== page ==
When you get to know someone, you talk with them. You listen to their thoughts and opinions, discover their favorite movies and books, learn about their past and how they came to be the person that they are. And, eventually, you discover if their actions back up their words, if they are, in their heart, who they say they are.
You brood of vipers! How can you speak good, when you are evil? For out of the abundance of the heart the mouth speaks. The good person out of his good treasure brings forth good, and the evil person out of his evil treasure brings forth evil. (Matthew 12:34-35, ESV)
The Pharisees were the religious elite. The men that were supposed to be the examples for all, the pillars of the community. They were to help the Jewish community grow in God and follow the laws of Moses. Yet, they set impossible requirements, demeaning those who could not meet their requirements, and failing to help those who truly needed their help.
They may have said all the right words and appeared to perform all the right actions, yet what was in their hearts? Their words and actions were lies, thus, in their hearts they were not faithful followers of the Lord.
The mouth of the righteous is a fountain of life and his words of wisdom are a source of blessing, but the mouth of the wicked conceals violence and evil. (Proverbs 10:11, AMP)
The condition of our heart reflects the condition of our relationship with the Lord, which is revealed through our words. If you are lying, angry, gossiping, muttering, complaining, what does that say about the condition of your heart? Pastors and teachers will often speak of “having a heart for the Lord and His work.” This is what they are talking about! Having a heart for the Lord cannot help but be reflected in our words!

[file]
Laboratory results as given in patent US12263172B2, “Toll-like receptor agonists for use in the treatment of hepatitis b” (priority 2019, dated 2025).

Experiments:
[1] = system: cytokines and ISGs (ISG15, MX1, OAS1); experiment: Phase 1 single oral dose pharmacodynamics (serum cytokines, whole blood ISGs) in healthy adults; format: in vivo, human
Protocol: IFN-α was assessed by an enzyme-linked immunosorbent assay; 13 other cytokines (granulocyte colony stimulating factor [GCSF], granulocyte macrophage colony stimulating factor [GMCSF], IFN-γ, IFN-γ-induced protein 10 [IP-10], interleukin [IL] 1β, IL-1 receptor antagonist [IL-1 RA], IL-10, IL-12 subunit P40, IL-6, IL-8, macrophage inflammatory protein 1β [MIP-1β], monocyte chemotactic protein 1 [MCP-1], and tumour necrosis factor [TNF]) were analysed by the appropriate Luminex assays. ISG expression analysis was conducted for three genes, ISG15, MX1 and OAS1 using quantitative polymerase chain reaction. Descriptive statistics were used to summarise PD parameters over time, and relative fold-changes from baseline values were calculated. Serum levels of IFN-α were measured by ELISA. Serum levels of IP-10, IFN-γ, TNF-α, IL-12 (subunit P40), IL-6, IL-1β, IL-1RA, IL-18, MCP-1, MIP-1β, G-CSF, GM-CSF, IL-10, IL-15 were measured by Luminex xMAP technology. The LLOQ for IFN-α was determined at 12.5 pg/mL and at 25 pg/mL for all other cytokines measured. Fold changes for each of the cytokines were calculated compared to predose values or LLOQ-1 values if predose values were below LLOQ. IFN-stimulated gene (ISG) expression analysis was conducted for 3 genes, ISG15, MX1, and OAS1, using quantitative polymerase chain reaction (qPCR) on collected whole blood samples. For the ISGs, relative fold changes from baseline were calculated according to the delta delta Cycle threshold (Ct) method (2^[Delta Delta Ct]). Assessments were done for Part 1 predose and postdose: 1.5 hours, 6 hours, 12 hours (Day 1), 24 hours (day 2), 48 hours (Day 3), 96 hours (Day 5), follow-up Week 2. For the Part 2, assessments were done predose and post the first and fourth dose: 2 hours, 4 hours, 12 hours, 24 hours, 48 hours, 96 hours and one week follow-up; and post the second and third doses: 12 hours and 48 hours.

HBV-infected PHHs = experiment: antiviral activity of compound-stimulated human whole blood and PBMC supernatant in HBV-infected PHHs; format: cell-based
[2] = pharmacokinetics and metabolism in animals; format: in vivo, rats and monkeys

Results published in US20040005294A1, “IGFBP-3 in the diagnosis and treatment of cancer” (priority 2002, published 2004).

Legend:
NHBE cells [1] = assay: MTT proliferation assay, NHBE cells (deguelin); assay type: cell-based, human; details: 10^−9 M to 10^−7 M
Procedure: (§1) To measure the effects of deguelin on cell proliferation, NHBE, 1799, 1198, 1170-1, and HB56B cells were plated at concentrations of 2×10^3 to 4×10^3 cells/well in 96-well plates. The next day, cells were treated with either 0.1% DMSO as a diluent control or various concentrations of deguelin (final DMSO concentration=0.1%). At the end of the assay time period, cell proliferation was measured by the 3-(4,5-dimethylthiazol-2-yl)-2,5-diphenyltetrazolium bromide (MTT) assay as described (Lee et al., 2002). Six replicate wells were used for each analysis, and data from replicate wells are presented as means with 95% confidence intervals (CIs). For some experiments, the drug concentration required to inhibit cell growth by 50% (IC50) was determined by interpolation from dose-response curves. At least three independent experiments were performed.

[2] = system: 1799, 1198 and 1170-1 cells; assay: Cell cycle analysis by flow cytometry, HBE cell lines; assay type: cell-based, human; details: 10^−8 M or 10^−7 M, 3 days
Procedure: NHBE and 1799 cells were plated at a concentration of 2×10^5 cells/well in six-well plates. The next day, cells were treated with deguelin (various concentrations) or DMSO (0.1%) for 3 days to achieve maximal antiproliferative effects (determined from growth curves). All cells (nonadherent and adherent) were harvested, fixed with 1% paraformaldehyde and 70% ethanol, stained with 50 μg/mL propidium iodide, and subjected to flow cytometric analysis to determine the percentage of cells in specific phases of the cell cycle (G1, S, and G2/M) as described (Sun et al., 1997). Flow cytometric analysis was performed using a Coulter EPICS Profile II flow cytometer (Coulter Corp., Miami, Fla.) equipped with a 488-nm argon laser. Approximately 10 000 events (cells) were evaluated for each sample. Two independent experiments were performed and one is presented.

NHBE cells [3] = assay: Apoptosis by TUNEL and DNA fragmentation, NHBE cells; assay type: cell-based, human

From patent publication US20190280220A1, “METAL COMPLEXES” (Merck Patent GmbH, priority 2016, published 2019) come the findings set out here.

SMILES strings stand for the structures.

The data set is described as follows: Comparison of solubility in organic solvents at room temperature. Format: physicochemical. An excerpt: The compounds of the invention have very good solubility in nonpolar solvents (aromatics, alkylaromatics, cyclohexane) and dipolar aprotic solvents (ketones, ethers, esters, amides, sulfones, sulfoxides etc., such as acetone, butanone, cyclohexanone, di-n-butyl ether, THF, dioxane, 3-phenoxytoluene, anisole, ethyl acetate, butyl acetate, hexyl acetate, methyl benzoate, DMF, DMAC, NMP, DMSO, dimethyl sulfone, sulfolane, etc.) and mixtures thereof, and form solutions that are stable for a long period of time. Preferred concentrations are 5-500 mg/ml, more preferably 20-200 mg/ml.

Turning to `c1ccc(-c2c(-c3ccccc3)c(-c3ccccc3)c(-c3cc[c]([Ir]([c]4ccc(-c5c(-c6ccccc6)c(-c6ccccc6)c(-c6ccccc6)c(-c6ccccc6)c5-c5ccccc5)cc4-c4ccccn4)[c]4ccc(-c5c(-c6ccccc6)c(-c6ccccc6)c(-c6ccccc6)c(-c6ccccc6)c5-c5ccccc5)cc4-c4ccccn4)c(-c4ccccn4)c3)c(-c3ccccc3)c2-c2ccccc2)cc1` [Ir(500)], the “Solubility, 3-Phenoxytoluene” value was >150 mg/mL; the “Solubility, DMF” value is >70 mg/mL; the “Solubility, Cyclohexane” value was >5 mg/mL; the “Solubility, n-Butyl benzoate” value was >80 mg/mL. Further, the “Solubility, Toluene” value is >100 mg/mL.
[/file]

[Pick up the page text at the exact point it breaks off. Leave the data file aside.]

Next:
Our own hearts can be easy to discern - for us! But what about others? The truth behind their words may not always be so easy to discern. However, eventually, one who is portraying a false image will be revealed. That is why we must ask questions. Through our own words, we can discern the truth of other’s words. Of course, we must also be carful - what are your words revealing about your heart?
Again, going back to the Pharisees; their hearts were revealed through their actions and their words against Jesus Christ. The Pharisees did not like their teachings, or themselves being criticized by anyone. If someone is not willing or able to stand up to criticism, what does that tell you about their heart and the truth of what they say?
Are there not people today that we are told not to criticize? Are there not people today that we think must be right and know what they are doing even if we do not understand why? Are there not people today we think we should not criticize because they must surely know better than us? Everyone’s words - yes EVERYONE! - should be compared against the Scriptures. Do the people, who we think or are told we should not question or criticize, truly have a heart for the Lord?